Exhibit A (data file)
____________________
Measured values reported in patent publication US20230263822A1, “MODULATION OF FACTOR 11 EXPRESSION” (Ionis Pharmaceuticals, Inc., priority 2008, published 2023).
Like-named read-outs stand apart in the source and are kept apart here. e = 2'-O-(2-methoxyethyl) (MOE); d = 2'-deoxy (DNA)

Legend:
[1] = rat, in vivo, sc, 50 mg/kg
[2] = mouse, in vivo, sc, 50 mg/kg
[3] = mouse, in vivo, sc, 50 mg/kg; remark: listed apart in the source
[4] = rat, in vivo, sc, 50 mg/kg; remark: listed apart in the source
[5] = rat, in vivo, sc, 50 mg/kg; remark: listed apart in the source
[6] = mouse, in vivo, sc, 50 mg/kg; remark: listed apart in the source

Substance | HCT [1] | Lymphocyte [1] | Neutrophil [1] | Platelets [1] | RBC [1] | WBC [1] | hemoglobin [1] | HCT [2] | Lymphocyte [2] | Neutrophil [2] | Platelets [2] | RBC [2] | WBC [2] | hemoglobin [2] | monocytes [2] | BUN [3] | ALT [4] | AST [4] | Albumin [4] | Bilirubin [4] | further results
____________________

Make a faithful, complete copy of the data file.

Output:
Measured values reported in patent publication US20230263822A1, “MODULATION OF FACTOR 11 EXPRESSION” (Ionis Pharmaceuticals, Inc., priority 2008, published 2023).
Like-named read-outs stand apart in the source and are kept apart here. e = 2'-O-(2-methoxyethyl) (MOE); d = 2'-deoxy (DNA)

Legend:
[1] = rat, in vivo, sc, 50 mg/kg
[2] = mouse, in vivo, sc, 50 mg/kg
[3] = mouse, in vivo, sc, 50 mg/kg; remark: listed apart in the source
[4] = rat, in vivo, sc, 50 mg/kg; remark: listed apart in the source
[5] = rat, in vivo, sc, 50 mg/kg; remark: listed apart in the source
[6] = mouse, in vivo, sc, 50 mg/kg; remark: listed apart in the source

Substance | HCT [1] | Lymphocyte [1] | Neutrophil [1] | Platelets [1] | RBC [1] | WBC [1] | hemoglobin [1] | HCT [2] | Lymphocyte [2] | Neutrophil [2] | Platelets [2] | RBC [2] | WBC [2] | hemoglobin [2] | monocytes [2] | BUN [3] | ALT [4] | AST [4] | Albumin [4] | Bilirubin [4] | further results